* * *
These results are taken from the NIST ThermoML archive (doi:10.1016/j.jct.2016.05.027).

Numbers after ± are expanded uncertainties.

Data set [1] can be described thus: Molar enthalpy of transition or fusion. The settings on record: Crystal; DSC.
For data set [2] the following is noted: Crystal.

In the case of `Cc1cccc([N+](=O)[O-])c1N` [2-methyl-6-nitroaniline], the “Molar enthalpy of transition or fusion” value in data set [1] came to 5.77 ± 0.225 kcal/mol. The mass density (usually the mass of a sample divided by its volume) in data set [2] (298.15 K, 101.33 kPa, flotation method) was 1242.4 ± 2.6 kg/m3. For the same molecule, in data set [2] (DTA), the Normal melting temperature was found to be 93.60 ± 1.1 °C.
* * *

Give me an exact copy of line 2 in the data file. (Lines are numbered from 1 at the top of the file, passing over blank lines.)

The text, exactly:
Numbers after ± are expanded uncertainties.